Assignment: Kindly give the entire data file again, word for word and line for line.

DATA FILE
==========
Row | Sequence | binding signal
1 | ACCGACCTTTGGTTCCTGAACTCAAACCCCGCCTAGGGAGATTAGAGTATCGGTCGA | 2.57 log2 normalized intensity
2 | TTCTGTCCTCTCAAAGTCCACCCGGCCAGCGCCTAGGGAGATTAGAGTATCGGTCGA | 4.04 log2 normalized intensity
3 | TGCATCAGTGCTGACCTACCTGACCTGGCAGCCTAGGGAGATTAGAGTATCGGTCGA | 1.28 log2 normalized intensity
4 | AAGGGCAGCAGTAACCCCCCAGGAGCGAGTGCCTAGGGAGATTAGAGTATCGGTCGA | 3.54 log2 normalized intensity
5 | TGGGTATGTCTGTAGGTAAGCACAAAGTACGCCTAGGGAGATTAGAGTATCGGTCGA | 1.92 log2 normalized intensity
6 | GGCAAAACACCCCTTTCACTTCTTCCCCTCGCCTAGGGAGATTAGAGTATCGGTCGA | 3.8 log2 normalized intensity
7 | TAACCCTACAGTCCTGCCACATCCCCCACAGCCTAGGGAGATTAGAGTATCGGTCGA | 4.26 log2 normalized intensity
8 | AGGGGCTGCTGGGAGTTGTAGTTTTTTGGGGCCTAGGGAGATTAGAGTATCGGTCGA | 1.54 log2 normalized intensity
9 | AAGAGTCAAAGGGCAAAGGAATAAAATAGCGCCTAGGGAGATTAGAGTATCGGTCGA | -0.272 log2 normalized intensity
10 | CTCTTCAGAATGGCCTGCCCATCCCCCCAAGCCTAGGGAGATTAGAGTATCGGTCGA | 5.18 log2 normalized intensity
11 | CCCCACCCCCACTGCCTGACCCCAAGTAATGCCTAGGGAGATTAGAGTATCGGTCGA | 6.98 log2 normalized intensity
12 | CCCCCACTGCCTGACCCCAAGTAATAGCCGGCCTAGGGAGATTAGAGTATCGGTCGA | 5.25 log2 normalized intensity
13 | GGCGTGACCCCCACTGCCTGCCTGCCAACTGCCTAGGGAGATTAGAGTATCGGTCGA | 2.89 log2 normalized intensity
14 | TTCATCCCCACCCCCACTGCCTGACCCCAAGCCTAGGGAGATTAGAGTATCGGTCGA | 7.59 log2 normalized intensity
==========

Row | Sequence | binding signal
1 | ACCGACCTTTGGTTCCTGAACTCAAACCCCGCCTAGGGAGATTAGAGTATCGGTCGA | 2.57 log2 normalized intensity
2 | TTCTGTCCTCTCAAAGTCCACCCGGCCAGCGCCTAGGGAGATTAGAGTATCGGTCGA | 4.04 log2 normalized intensity
3 | TGCATCAGTGCTGACCTACCTGACCTGGCAGCCTAGGGAGATTAGAGTATCGGTCGA | 1.28 log2 normalized intensity
4 | AAGGGCAGCAGTAACCCCCCAGGAGCGAGTGCCTAGGGAGATTAGAGTATCGGTCGA | 3.54 log2 normalized intensity
5 | TGGGTATGTCTGTAGGTAAGCACAAAGTACGCCTAGGGAGATTAGAGTATCGGTCGA | 1.92 log2 normalized intensity
6 | GGCAAAACACCCCTTTCACTTCTTCCCCTCGCCTAGGGAGATTAGAGTATCGGTCGA | 3.8 log2 normalized intensity
7 | TAACCCTACAGTCCTGCCACATCCCCCACAGCCTAGGGAGATTAGAGTATCGGTCGA | 4.26 log2 normalized intensity
8 | AGGGGCTGCTGGGAGTTGTAGTTTTTTGGGGCCTAGGGAGATTAGAGTATCGGTCGA | 1.54 log2 normalized intensity
9 | AAGAGTCAAAGGGCAAAGGAATAAAATAGCGCCTAGGGAGATTAGAGTATCGGTCGA | -0.272 log2 normalized intensity
10 | CTCTTCAGAATGGCCTGCCCATCCCCCCAAGCCTAGGGAGATTAGAGTATCGGTCGA | 5.18 log2 normalized intensity
11 | CCCCACCCCCACTGCCTGACCCCAAGTAATGCCTAGGGAGATTAGAGTATCGGTCGA | 6.98 log2 normalized intensity
12 | CCCCCACTGCCTGACCCCAAGTAATAGCCGGCCTAGGGAGATTAGAGTATCGGTCGA | 5.25 log2 normalized intensity
13 | GGCGTGACCCCCACTGCCTGCCTGCCAACTGCCTAGGGAGATTAGAGTATCGGTCGA | 2.89 log2 normalized intensity
14 | TTCATCCCCACCCCCACTGCCTGACCCCAAGCCTAGGGAGATTAGAGTATCGGTCGA | 7.59 log2 normalized intensity